I recently spent several days in LA for work and my travel companion’s idea of good food was ordering delivery from a national pizza chain and eating back in his hotel room (I assume in his boxers while watching something awful on TV…Sportscenter perhaps). This was good news for me as I was able to select whatever restaurant I wanted for dinner without considering anyone else at all. All in all, a pretty good option for someone like me.
This was my third and final night in LA. Tuesday I had a fantastic Indian meal at Badmaash, Wednesday I had some great tacos at Guisado and for my finale, it was Sugarfish. I had tried to get into Sugarfish, who doesn’t take resos, by the way, the night prior but the wait for a single spot was over 90 minutes. I had meetings later in the night on Thursday in Hollywood, so I popped over to Sugarfish at what I’d normally call an ungodly hour for dinner – 17h30. The place was about half filled. I decided to sit at the edge of the bar and not take up a full two top table – the same MO I had at Badmaash.
I had done a bit of research prior to walking through the front door. Sugarfish’s website outlines its mantra: A philosophy of quality and simplicity. I couldn’t find a better way to describe this restaurant. First, the interiors are sleek and modern with seating for a few dozen. The wrap around bar adds a nice little area for both single travelers to hide in the background while enjoying a great meal as well as couples who prefer the coziness of side by side dining. When I was there, again at very early dinner hour, the bar was full of singles, like me, mostly on their phones or the tablets.
The dinner menu has a couple of options. You can order a la carte or you can select one of the three prix fixe options: The Trust Me ($32), the Trust Me Lite ($22) and the Nozawa Trust Me ($42). These menus build off of each other – so most everything on the Lite menu is on the other menus, but the others just have additional items. I didn’t know when I’d make it back to LA, so I went for the Nozawa Trust Me. I am not a big fan of salmon, so I asked if that could be swapped out, which they did without a problem. In lieu of the salmon I had a course with sea scallop. While the scallop was probably my least favorite thing I had, I think I made the right choice on swapping the salmon.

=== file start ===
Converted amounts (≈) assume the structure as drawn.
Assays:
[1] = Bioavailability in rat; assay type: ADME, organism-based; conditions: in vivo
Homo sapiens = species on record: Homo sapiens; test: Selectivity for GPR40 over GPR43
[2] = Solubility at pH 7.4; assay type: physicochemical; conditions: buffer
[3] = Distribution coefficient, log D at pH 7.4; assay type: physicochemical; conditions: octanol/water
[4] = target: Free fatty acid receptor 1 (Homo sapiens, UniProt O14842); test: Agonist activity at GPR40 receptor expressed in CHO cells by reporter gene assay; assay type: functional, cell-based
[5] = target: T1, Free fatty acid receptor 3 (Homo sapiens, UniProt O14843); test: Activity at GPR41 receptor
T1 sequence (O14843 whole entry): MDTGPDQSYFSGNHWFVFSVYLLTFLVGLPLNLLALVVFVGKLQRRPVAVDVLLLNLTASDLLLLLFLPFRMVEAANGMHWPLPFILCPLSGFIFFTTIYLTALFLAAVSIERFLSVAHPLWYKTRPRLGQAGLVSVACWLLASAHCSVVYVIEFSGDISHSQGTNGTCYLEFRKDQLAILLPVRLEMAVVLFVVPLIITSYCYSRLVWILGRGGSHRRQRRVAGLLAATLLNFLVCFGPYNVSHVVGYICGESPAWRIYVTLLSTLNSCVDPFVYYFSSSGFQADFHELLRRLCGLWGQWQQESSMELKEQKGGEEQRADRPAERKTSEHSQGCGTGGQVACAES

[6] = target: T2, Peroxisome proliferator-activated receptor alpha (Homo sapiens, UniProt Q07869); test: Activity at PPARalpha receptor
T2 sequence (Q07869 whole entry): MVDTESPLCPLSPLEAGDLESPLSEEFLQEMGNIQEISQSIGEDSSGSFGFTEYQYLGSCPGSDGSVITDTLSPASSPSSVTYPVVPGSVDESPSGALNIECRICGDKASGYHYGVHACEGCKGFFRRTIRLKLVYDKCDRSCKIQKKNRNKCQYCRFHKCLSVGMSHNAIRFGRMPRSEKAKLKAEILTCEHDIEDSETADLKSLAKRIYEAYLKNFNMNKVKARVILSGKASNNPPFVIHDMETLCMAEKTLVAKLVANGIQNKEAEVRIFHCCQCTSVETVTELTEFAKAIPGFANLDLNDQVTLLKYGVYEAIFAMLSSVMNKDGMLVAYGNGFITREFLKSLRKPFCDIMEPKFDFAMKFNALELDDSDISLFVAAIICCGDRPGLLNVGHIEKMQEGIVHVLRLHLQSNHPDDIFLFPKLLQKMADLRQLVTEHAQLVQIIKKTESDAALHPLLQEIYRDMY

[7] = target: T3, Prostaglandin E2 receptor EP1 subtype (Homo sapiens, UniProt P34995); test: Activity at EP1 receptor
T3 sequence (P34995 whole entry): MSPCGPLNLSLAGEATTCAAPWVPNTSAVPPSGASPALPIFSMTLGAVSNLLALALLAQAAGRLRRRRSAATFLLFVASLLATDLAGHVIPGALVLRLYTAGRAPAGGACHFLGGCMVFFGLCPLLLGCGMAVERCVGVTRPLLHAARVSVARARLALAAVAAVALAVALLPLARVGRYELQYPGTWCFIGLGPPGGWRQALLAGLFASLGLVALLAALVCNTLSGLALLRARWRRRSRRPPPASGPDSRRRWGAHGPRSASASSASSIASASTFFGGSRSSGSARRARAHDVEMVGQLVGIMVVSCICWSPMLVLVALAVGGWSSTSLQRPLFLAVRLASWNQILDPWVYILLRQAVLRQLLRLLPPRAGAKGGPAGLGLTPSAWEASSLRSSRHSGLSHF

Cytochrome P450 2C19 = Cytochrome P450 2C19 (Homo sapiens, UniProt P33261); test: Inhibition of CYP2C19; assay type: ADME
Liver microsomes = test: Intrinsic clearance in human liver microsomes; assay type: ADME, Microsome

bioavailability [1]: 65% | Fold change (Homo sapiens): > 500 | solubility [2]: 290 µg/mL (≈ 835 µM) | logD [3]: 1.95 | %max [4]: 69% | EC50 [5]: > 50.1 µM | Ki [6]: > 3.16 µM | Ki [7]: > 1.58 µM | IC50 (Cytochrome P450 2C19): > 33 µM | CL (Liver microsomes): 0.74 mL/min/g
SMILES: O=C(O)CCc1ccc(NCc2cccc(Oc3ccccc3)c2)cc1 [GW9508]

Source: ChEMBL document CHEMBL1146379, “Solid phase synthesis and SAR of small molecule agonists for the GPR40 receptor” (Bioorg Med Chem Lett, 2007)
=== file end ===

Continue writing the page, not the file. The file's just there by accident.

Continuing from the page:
I started off with edamame which appeared to be already plated and sitting queue up behind the bar. It was soggy and room temperature. The first fish course that came out was the Tuna Sashimi. I could have eaten 10 more plates this size, but I knew I had a big prix fixe en route and if the mood struck me, I could order this a la carte as a final piggy course.
My next plate included two pieces each of the Albacore, Snapper and Scallop (in lieu of the Salmon). I was so pleased with my first course, I jumped right in without taking a photo of the full, properly plated course. The Albacore and the Snapper were superb. My immediate concern was that I may have too many choices for my self titled “piggy add on course”.
Next up came the Yellowtail and Halibut Sushi. Whenever I get sushi, my go to items are Tuna and Yellowtail. Usually I only go for sashimi, but these menu items were nigiri style. The rice was so perfect, I honestly debated on ordering a small side of it. I’m sure Sugarfish does a great job on their rice, I think the fact that I never have nigiri just made it that much better and more of a novelty. The slight sweetness of the rice helped cut the wonderful fattiness of the fish. It seems strange to say that the rice really gave me a new appreciation for nigiri, but it makes sense. The fish is the fish and if you can add another depth of flavor with some perfectly prepared rice, go for it. My memory of nigiri is that the rice is just bland and used solely as a vessel to get the fish into your body. I need to reevaluate my immediate discounting of nigiri.